New research reveals 87% of UK CIOs and high-level IT professionals are struggling to find the right cybersecurity experts to fill internal vacancies for their companies in order to combat growing cyber risk.
The study by digital resilience company RedSeal, and as reported by Netimperative, reveals that the UK may have a major weak point when it comes to fighting cybercrime and protecting against cyber-attacks. Netimperative cites another study which estimates that cybercrime cost UK businesses alone £2.3 million per minute in 2018.
Made worse by Brexit uncertainty
The skills gap is exacerbated by Brexit uncertainty as 73% of participants in the study state that Brexit is a major concern when they are considering hiring cybersecurity professionals from outside of the UK. 95% expect that Brexit will widen the skills gap further as there are many IT security professionals already working in the UK, from other countries. This could be due to the lack of advanced cybersecurity education available in the UK.
More action is needed
Netimperative writes that little has been done since Parliament’s Joint Committee on the National Security Strategy published its “Cyber Security Skills and the UK’s Critical National Infrastructure” report in July 2018. The report said that:
“Although the UK has one of the most vibrant digital economies in the world, there is not currently the cyber security skills base to match, with both the Government and private sector affected by the shortage in skills.”
The report’s authors raised concerns over the UK government’s lack of urgency in addressing the cybersecurity skills gap in relation to Critical National Infrastructure. And this is without attention to the affect of the skills gap in wider industry.
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The UK’s cybersecurity sector is potentially the largest in Europe with a value of over $5 billion but the shortage of cybersecurity talent is without question.
As per James Lyne writing for TechRadar, the UK government has launched an Initial Cyber Security Skills strategy with £2.5 million in funding for a UK Cyber Security Council which will have the role of developing a skilled workforce for the future.
This August, the government appointed the Institute of Engineering and Technology (IET) to lead the council. And, three years ago a government-backed Cyber Discovery Programme was launched for 13 to 18-year olds and 50,000 students have taken part to encourage more young people to enter careers in cybersecurity.
But, by 2021, as per Lyne and Cybersecurity Ventures there will be 3.5 million unfilled cybersecurity vacancies globally. Help Net Security and ISC (2) put the global cybersecurity skills gap higher, at over 4 million vacancies now. It says that in the UK the shortage of cybersecurity professionals is nearly 300,000.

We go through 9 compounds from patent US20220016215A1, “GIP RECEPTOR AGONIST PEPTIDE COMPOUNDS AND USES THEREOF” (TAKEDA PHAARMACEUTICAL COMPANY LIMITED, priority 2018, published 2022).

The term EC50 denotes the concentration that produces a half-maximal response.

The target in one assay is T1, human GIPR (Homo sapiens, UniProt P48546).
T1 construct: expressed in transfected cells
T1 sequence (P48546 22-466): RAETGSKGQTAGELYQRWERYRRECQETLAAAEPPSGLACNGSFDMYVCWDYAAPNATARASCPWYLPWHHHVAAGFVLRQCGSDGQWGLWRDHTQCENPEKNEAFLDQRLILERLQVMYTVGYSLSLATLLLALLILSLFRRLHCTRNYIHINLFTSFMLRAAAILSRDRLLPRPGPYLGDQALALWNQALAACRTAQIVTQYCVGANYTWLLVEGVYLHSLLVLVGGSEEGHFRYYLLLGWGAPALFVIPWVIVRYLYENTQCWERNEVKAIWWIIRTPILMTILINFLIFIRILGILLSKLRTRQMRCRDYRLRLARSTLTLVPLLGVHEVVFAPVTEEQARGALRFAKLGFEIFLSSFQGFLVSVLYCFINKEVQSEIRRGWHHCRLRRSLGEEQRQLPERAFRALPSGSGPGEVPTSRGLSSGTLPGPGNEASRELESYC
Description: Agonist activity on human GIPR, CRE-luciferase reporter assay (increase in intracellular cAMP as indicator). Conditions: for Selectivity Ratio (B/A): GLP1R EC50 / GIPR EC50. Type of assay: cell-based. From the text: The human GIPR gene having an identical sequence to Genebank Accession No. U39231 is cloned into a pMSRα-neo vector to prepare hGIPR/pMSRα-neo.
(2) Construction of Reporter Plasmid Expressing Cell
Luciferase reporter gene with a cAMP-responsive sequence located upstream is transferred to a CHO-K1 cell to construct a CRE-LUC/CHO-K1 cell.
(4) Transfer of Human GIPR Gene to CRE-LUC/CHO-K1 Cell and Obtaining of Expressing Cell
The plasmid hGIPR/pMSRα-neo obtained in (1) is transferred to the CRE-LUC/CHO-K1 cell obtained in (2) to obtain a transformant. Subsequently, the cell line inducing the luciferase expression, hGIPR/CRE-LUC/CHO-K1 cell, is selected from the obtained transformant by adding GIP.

City A.M and Cisco UK’s chief technologist, Chintan Patel, notes that it has recently been reported that there has actually been a drop of 40,000 in the number of pupils sitting GCSEs in computing or ICT.
There is an immediate and outstanding cybersecurity skills gap. But also, a lack of comprehensive cybersecurity and even ICT and programming education in schools and further education in order to nurture the cybersecurity workforce of the next decade
The government announced in September it would conduct an assessment of the UK’s cybersecurity workforce. Ipsos MORI will survey private and public sector organisations as well as charities and focus on issues of both employment and training of cybersecurity professionals.
Ipsos MORI published the results of last year’s survey in April this year as per the release of findings from the National Cyber Security Centre (NSCS) and the Department for Digital, Culture, Media and Sport. This previous survey focused on individual awareness of, and attitudes towards cybersecurity.
There are other government led initiatives to meet the cybersecurity skills gap too, like the Cyber Skills Immediate Impact Fund. And, cybersecurity has, and rightly so, appeared on recent General Election 2019 party manifestos.
It is clear there is much to be done to halt a growing shortage of cybersecurity professionals both in industry and by governments.
Every business of every size, however, can take action today to prevent a cybersecurity skills shortage from enabling cyber-attacks, cybercrime, and data breaches. Cybersecurity and security awareness training can and should happen in the workplace and it is not just applicable to IT departments.
A cyberattack and subsequent system breach can occur anywhere within an operation. Fostering a corporate wide culture and awareness of cybersecurity with every employee in every department is crucial in the fight against cybercrime. It will also help to mitigate the risks posed by a global cybersecurity skill shortage and raise awareness of the sector to perhaps inspire future career paths.
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